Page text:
Dr. Lars Meyer
I am a cognitive neuroscientist trained as a linguist at the universities of Hanover, DE, Groningen, NL, Joensuu, FI, and Potsdam DE. I am interested in the electrophysiology of language. Specifically, I investigate the role of periodic activity—so-called neural oscillations—in sentence comprehension. I employ neuroimaging (e.g., electro– and magnetoencephalography, functional and structural MRI) on a range of populations (e.g., developmental, healthy, aging, and clinical).
Chia-Wen Lo, PhD
I obtained my Ph.D. degree in the area of neurolinguistics from the University of Michigan. I am interested in human sentence processing by using brain image tools such as electroencephalography (EEG) and investigating neural signals from computational approaches. My dissertation investigates how compositional processes are carried out by low-frequency neural oscillations, which have been recently correlated with the processing of hierarchical structures. My current research examines the time and frequency domain analysis of annotated corpora and aims to see how periodicity is reflected in sentence structure across languages.
I am a cognitive scientist with a background in computer science and quantitative linguistics. My research focuses on how learning from structured distributed codes shapes the way people process, organize and produce speech sequences. I am particularly interested in the role of learnability and uncertainty in the structure and distribution of information. In my current project, I explore how variable error in highly predictable, regularly recurring aspects of signals can help speakers manage uncertainty and align their expectations in time.
I am interested in first language acquisition. In my project, I investigate how the neural response to natural language develops as children gain knowledge about their native language. For this, I combine electrophysiological recordings with measures from computational linguistics.
My educational background is in linguistics (Moscow State University, B.Sc) and cognitive neuroscience (National University HSE, M.Sc). My current research project is related to delta-oscillations and their possible role in chunking and syntactic analysis of a sentence. We investigate the possibility of neural entrainment to a particular frequency by utilising prosodic cues, which would further influence the comprehension of a syntactic ambiguity. My other research interests include lexical and semantic perception, language localisation and functioning in bilinguals, modelling the language function via computational neuroscience.
My educational background is in Psychological Sciences (Università degli Studi di Milano-Bicocca, BSc.) and in Cognitive Neuroscience (Maastricht University, MSc.) My current research interests are on neural oscillatory dynamics, entrainment, statistical learning, and predictive processing. During my PhD at the Language Cycles research group I am focussing on the effects of temporal predictions in language processing using advanced non-invasive brain imaging techniques such as magnetoencephalography (MEG).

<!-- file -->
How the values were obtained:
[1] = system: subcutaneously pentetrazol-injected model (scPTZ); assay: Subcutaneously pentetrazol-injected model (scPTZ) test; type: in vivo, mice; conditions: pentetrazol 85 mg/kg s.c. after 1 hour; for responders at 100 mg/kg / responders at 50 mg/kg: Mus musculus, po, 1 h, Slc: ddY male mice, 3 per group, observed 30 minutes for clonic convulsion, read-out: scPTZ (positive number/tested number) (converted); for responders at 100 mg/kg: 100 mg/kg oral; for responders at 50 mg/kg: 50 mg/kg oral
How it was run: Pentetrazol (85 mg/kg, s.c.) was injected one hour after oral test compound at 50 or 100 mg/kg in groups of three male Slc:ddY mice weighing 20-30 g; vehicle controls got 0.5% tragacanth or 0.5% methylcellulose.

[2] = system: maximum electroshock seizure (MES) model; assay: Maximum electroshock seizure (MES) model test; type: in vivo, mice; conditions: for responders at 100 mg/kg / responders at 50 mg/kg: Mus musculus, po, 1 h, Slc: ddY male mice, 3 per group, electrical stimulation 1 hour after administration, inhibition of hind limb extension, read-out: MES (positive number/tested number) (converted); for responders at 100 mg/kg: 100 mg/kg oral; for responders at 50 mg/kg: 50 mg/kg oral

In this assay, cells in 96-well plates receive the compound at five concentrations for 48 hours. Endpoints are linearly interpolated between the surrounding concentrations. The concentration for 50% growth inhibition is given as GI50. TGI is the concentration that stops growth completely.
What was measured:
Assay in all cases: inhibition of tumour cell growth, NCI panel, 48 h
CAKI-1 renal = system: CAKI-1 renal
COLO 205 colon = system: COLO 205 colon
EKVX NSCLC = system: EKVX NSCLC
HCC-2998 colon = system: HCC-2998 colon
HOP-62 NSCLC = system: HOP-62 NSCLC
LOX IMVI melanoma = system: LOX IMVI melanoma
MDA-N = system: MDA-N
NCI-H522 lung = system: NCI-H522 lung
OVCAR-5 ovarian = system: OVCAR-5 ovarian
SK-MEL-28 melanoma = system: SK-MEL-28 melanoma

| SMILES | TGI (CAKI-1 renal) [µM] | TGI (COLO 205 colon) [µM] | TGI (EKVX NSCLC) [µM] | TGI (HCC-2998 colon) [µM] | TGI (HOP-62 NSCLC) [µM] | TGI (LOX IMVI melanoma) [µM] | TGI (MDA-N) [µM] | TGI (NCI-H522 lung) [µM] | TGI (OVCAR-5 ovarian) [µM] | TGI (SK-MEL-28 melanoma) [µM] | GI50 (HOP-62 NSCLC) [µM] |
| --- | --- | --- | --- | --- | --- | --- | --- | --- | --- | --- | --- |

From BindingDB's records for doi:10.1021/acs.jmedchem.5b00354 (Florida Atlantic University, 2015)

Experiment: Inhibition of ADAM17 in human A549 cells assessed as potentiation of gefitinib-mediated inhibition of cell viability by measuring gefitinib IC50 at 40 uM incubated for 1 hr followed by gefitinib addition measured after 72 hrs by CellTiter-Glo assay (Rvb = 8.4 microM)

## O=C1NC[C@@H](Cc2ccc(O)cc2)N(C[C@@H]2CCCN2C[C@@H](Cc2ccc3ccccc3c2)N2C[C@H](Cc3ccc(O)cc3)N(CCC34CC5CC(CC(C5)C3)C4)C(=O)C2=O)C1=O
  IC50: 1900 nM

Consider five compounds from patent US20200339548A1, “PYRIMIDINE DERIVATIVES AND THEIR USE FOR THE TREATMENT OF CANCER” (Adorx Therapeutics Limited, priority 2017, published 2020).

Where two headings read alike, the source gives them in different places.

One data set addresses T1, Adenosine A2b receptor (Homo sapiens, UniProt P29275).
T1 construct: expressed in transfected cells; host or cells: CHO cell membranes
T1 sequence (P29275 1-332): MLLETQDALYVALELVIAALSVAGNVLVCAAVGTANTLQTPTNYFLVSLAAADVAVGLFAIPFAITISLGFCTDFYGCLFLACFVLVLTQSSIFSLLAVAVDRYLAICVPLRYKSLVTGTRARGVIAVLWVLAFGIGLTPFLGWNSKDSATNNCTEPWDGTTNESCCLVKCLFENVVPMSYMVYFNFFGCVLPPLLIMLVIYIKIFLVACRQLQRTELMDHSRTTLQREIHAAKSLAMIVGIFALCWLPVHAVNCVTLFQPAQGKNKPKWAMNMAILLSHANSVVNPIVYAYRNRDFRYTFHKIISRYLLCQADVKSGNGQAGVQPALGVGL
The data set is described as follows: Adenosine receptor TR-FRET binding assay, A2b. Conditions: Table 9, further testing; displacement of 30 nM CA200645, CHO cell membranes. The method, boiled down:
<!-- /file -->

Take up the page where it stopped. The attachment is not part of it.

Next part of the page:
Before coming to Leipzig, I was trained in cognitive science and clinical linguistics and initially joined the Language Cycles team for my Master’s thesis. In my research, I investigate how low-frequent intrinsic activity of the brain temporally constraints perception and thereby influences language comprehension. Specifically, I am interested in the upper limit of this constraint taking into account inter- and intraindividual variability.
I’ve studied linguistics on the Bachelor level at the CAU Kiel (Germany) & Åbo Akademi (Finland) and obtained my Master’s degree in Phonetics at Lund University (Sweden). I am interested in the neural processing of spoken speech in interactive contexts, especially the processing of prosodic contours and the multimodal coordination of speech. As part of my PhD in the Language Cycles group I’m using neuroimaging to investigate entrainment to acoustic and gestural cues. Specifically, I’m exploring how the rhythmicity of these speech cues helps with the predictive timing of turn-taking in conversation.
I studied linguistics at the universities of Leipzig and Erfurt. While conducting an internship and writing my Master’s thesis at the Max-Planck-Institute, my interest in neurolinguistics grew. As the lab manager of this research group, I hope to gain more insights into the work of scientists and support them wherever I can.
I am a student of linguistics at the university of Leipzig, currently in the Bachelor programme. I am interested in psycholinguistics and neuroscience. I am eager to learn more about these topics and to be part of the active research in the language cycles group.
After completing my studies in biochemistry in Bochum, Germany, I am now studying linguistics in Leipzig. My main areas of interest are computational linguistics and neurolinguistics, and I am excited to have the opportunity to learn and contribute to the research conducted by the group.